VASPs already licensed under any other regulatory laws may not need to be registered separately or licensed under the VASPA; however, they will need to notify CIMA of the details of their activities. The need for separate licensing or registration may be waived by CIMA on a discretionary basis. A notice is not required where an existing licensee is carrying on activities that involve virtual service tokens only.

Investment funds wishing to accept subscriptions in virtual assets or make redemptions in kind must take structuring advice to determine whether they or their Cayman Islands service providers may fall within the framework. For example, if a Cayman Islands investment manager or administrator owns and operates a virtual assets wallet on behalf of an investment fund, it may be undertaking custodian or virtual asset transfer activities and may need to be licensed or registered under the VASPA. Most non-tokenised investment funds investing in virtual assets are unlikely to be VASPs. Funds issuing tokenised equity interests or contractual rights in the fund's profits are likely to be VASPs, as they will be undertaking a virtual asset issuance. Any VASP considerations in respect of an investment fund are in addition to that fund's obligations under the PFA, MFA and Cayman anti-money laundering obligations.

All VASPs will be subject to ongoing requirements, including regulatory audits by CIMA, preparing audited financial statements, appointing and maintaining compliance officers and obtaining CIMA's written approval before issuing or transferring equity interests representing 10 per cent or more of its total equity interests.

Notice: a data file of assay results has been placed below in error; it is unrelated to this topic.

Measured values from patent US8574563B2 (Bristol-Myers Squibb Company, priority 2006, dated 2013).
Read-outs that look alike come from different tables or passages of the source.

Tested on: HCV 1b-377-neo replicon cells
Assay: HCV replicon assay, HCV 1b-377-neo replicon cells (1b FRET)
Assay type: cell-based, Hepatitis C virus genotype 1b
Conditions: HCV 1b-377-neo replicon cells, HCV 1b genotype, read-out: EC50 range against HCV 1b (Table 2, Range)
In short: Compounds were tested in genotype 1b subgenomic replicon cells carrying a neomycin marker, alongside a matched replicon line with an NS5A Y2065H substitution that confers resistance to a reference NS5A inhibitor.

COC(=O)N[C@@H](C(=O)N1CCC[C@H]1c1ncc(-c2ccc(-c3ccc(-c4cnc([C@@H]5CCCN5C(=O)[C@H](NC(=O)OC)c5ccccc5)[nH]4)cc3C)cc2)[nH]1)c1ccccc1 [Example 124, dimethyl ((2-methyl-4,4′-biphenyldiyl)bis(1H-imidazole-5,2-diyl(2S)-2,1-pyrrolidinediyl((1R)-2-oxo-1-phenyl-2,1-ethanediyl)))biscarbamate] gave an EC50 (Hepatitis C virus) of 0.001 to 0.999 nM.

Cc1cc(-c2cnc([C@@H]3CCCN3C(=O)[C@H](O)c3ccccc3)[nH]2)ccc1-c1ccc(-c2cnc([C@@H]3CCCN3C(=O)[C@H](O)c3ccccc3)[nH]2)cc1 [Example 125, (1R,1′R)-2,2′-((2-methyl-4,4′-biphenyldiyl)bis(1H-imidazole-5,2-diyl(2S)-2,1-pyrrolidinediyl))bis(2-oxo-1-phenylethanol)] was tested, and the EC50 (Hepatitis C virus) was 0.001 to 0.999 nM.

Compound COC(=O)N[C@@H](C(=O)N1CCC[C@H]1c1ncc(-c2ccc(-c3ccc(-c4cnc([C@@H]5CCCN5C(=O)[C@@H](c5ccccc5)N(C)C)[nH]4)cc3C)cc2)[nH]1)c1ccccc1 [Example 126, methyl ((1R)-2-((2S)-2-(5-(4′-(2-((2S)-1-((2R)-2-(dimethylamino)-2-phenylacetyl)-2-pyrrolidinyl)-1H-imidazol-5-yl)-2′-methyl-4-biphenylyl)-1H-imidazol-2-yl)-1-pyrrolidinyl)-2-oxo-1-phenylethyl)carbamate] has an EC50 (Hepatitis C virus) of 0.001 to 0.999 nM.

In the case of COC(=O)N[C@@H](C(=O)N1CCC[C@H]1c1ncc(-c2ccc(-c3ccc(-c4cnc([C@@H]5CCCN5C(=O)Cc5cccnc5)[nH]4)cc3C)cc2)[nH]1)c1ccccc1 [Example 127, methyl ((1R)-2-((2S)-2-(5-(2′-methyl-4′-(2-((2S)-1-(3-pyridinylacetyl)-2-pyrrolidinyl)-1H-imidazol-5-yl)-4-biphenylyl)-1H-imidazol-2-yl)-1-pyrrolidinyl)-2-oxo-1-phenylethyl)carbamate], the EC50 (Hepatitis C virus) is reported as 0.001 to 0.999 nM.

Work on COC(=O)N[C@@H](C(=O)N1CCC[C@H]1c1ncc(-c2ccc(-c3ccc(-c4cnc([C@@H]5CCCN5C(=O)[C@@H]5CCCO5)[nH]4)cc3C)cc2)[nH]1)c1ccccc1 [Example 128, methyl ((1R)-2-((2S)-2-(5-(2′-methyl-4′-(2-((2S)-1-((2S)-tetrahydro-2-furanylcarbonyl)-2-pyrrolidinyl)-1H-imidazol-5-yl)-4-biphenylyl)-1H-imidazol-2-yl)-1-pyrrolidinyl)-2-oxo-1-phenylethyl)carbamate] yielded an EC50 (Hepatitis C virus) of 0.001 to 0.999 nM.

The VASPA requires virtual asset custodian services to demonstrate that they meet capital, disclosure and safekeeping standards as part of their licensing application. Virtual asset exchanges must meet not only capital and safekeeping standards but also disclosure, onboarding, trading supervision, operational and clearance and settlement standards. At the time of writing, details of these standards are not yet available.

iv Regulatory sandbox

The VASPA introduced a time-limited regulatory sandbox licence available to both virtual asset service providers and fintech businesses. An initial licence is valid for up to one year and may be reviewed when CIMA deems appropriate.

The flexible sandbox licence permits CIMA to tailor restrictions, monitoring covenants, limits on the offering of the service, or specific obligations. It is intended for VASPs whose virtual asset activity is not properly supervised by an existing regulatory law or may pose substantial market, systemic or anti-money laundering (AML) and counter-terrorist financing risks. For fintech companies, the sandbox licence can help accelerate adoption of the innovative technology or delivery channel they have developed. At the time of writing, details of the sandbox licence, eligibility and conditions are not yet available.

Sandbox licensees must comply with the sandbox principles of honesty, integrity, fair treatment of customers, the protection of customer data and assets, and such other principles as CIMA may prescribe by way of regulations and publish on its website.

Securities and investment laws


The SIBA regulates securities investment business in the Cayman Islands. Securities investment business refers to dealing in securities, arranging deals in securities, managing securities and advising on securities.